# Win Fabulous Prizes!

I want to do a long -- potentially very long -- series of blog articles about the fundamental theoretical nature of formal computer languages, and the practical problems in producing compilers for them. To kick this off in a lighthearted way on a Friday, here's a quiz that shows some of the weird "corner cases" that bedevil language designers. These are mostly completely contrived, unrealistic code snippets -- I would sincerely hope that no sane person actually programs like this. But you've got to think about nonsense like this when you're designing and implementing a new language.

Some of these I've discussed in previous blog entries. And obviously all of these questions can be answered by just cut-n-pasting them into a Windows Script Host file and trying them out. But before you do that, see where your intuition leads you. Make guesses, and then see if you're correct -- you might be surprised! (Heck, I've taken the whole compiler apart and put it back together again several times and I was surprised by some of these!)

Email me your answers, explaining your reasoning -- the contestant with the most correct (or entertaining) explanations gets a free autographed copy of my book "The VB.NET Code Security Handbook", just as soon as I get my next box of copies. (Former employees of the Windows Script Team are ineligible; Microsofties, please don't look at the comments in the source code. Void where prohibited. Decisions of judges, ie, me, are final. Only one prize shall be awarded.)

Next week I'll post the best answers with some discussion.

1) Which of the following are syntactically legal VBScript statements? Which are illegal? Why?

(a) x = 10&987&654&321
(b) x = 10&987&&654&321
(c) x = 10&987&&654&&321
(d) x = 10&987&&654&&&321

2) Which of the following are Integer, which are Long? Why?

a = TypeName(32768)
b = TypeName(32767 + 1)
c = TypeName(-32767-1)
d = TypeName(-32768)

3) Which of the following are syntactically legal/illegal statements? Why?

(a) x.y
(b) x. y
(c) x . y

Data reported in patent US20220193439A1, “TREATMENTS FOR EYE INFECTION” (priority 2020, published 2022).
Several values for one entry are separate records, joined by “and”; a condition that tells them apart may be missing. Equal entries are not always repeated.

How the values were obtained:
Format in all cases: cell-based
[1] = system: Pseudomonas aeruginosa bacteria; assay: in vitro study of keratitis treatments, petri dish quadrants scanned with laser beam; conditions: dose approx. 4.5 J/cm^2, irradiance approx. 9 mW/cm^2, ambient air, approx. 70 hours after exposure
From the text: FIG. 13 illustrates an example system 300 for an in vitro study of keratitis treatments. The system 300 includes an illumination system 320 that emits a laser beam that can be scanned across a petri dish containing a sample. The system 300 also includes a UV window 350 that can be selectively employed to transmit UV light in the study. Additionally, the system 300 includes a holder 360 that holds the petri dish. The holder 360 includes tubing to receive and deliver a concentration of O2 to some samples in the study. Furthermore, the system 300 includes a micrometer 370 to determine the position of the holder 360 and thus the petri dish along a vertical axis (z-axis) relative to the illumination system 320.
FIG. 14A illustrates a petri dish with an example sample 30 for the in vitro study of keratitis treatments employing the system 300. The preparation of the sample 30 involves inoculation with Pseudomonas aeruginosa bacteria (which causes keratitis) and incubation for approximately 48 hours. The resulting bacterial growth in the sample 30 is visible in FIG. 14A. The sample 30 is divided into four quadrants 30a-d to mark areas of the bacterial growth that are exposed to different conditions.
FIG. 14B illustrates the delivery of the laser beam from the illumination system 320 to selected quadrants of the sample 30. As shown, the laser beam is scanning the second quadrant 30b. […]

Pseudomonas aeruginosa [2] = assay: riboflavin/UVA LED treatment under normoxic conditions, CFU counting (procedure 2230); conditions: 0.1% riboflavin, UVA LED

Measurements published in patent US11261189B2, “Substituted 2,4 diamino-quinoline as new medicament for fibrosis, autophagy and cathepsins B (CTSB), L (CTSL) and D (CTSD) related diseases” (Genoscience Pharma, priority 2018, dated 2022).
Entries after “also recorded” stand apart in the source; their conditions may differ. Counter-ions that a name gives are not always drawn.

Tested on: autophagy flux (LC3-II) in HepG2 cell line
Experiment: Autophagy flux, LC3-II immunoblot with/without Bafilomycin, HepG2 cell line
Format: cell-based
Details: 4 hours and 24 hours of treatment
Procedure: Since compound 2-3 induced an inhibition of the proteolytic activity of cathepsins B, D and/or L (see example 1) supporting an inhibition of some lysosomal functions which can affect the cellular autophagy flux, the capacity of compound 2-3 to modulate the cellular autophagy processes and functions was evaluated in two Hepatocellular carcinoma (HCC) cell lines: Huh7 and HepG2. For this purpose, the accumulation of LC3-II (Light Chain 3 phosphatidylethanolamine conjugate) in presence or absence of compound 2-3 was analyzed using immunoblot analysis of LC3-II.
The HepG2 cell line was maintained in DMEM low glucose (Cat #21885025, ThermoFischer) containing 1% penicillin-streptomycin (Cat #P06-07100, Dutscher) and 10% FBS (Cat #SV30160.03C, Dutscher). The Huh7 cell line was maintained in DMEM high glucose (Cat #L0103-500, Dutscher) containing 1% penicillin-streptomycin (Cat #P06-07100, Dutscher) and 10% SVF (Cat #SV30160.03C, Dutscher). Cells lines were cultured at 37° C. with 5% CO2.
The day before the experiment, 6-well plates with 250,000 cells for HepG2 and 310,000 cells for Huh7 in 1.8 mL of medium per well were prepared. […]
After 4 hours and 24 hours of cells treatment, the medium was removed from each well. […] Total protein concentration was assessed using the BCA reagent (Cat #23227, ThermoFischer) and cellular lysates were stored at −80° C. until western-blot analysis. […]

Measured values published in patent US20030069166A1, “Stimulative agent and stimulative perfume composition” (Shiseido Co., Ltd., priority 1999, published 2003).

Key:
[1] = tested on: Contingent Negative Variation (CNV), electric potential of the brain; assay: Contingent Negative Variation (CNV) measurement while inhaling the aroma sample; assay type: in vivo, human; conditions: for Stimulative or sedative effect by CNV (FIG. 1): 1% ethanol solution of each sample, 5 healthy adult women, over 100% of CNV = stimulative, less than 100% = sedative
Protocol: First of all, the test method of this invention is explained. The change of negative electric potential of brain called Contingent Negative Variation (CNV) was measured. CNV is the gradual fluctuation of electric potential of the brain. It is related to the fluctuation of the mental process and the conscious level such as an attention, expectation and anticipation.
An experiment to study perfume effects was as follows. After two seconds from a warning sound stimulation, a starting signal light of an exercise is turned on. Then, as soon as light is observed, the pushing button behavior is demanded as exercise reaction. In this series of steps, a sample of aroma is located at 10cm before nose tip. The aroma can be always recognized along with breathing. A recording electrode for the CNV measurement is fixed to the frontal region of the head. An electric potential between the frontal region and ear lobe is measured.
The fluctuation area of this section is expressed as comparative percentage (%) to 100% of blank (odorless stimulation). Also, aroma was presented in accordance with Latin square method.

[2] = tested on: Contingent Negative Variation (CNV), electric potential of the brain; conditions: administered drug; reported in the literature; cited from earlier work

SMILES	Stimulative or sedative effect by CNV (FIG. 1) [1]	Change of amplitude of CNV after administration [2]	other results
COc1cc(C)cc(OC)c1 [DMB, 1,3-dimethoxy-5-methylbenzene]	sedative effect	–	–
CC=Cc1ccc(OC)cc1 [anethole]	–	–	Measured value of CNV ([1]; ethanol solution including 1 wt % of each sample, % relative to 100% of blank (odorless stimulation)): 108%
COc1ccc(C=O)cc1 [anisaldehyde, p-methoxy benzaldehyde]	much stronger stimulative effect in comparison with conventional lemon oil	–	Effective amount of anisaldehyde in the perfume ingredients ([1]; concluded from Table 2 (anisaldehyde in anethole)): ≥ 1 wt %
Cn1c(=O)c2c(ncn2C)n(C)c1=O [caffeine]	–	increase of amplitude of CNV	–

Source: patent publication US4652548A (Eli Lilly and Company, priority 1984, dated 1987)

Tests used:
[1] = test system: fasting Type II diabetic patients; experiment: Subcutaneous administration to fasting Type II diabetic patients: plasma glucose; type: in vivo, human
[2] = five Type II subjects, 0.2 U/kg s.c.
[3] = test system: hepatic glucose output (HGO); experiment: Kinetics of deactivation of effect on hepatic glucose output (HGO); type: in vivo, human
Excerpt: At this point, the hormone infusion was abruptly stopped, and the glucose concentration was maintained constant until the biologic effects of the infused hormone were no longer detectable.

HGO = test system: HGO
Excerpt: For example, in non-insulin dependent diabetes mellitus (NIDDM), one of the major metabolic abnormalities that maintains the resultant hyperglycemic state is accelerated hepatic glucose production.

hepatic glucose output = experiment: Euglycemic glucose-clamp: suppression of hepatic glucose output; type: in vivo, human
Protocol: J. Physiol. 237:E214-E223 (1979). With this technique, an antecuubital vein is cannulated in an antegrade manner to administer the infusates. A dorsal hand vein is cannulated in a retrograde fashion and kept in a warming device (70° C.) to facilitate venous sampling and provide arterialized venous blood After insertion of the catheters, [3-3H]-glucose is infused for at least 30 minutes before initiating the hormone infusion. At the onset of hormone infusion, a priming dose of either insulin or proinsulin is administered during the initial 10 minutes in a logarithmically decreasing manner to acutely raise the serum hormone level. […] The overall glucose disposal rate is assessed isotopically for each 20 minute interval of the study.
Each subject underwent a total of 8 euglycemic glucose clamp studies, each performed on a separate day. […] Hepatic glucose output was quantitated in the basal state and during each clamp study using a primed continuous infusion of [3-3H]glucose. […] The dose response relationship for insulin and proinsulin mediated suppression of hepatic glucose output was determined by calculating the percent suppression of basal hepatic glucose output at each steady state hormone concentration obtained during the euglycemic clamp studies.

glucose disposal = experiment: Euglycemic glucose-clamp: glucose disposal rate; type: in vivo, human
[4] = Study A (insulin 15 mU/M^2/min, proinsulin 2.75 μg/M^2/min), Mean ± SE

(d) x .y
(e) x _
. y

4) Inside a class definition, which of the following are syntactically legal/illegal declarations? Why?

(a) Private Default Sub Default()
(b) Public Default Function Default
(c) Public Default
(d) Public Default Property Get Default(Property)

5) Which of the following statements are guaranteed to never print "False"?  Assume that "On Error Resume Next" is in effect.

(a) If x = x Then Print True Else Print False
(b) If CStr(x) = CStr(x) Then Print True Else Print False
(c) If True Or x Then Print True Else Print False
(d) x = True : If x Then Print True Else Print False

6) Which of the following are syntactically legal/illegal statements?  Why?

(a) Explicit Error
(b) For[i=1]=[To[1]To[1]
(c) For i =.For To Step Step Step
(d) For Each Each In In

7) What does this silly program do? Why?

On Error Resume Next
For i = 1 To 1/0
Print "x" & i & "x"
Next
Print "Done"

(a) prints xx, Done
(b) prints x1x, Done
(c) prints Done
(d) Goes into a loop, producing x1x, x2x, etc.

8) Which of these programs is syntactically legal/illegal? Why?

(a)
Class Bar
Function Foo
End Function
Function Foo
End Function
End Class

(b)
Class Bar
If Blah Then
Function Foo
End Function
Else
Function Foo
End Function
End If
End Class

(c)
If Blah Then
Function Foo
End Function
Else
Function Foo
End Function
End If

(d)
Select Case Blah
Function Foo
End Function
Case True
Function Foo
End Function
End Select

9) Which of these statements is syntactically legal/illegal?  Why?

(a) Const Z = -+-+-+-10
(b) Const Y = 2 + 2
(c) Const X = -.1e310
(d) Dim W(+10)

10) Which of these statements is syntactically legal/illegal?  Why?

(a) If Blah Then Foo Else Bar
(b) If Blah Then If Foo Then Bar
(c) If Blah Then Foo Bar Else Bar Foo
(d) If Blah Then Foo Bar End If

11) X and Y are both Booleans.  Which of the following always assigns True?  Why?

(a) Z = Not X Or Y = X Imp Y
(b) Z = X Imp Y = Not X Or Y
(c) Z = X Eqv Y = Not X XOr Y
(d) Z = Not X XOr Y = X Eqv Y

12) Consider this program:

s = "Eric read Æsop's Fables as a child"
arr = Split(s, "e", -1, 1)

arr is an array with how many elements?

(a) 2
(b) 3
(c) 4
(d) 5

Tags

1. Jeff Atwood says:

That’s why you make the big bucks. You get to answer these incredibly difficult, incredibly annoying questions– and we get to sit back and bask in the glory of the completed product.

2. tekumse says:

I think you have vastly overestimated the geekness of your readers. I’m here for the human side. It didn’t even occur to me try these let alone explain them.

3. Eric Lippert says:

You must be a very patient person!

4. Jeff Atwood says:

You must be thinking of Raymond Chen’s blog. That guy scares me.

But in a good way.

5. Mat Hall says:

Like tekumse, I’m mostly here for the background…

Even after trying them all out I’m at a loss to explain the whyness of most of it. I feel so inadequate! (Numbers 5 and 7 were the only ones I felt confident answering without "cheating"; I made some educated guesses with some of them (some of which were right, others not so much), but a good 50% of the questions have caused my brain to reboot.)

6. Donald Bird says:

7. Eric Lippert says:

Watch it Don-Boy, or I’ll start telling stories about Birds. ðŸ™‚

8. Miles Archer says:

Uh. Dumb question. Where do I email this to?

9. Eric Lippert says:

Eric@Lippert.com, or use the "Contact" link in the upper right hand corner of the page.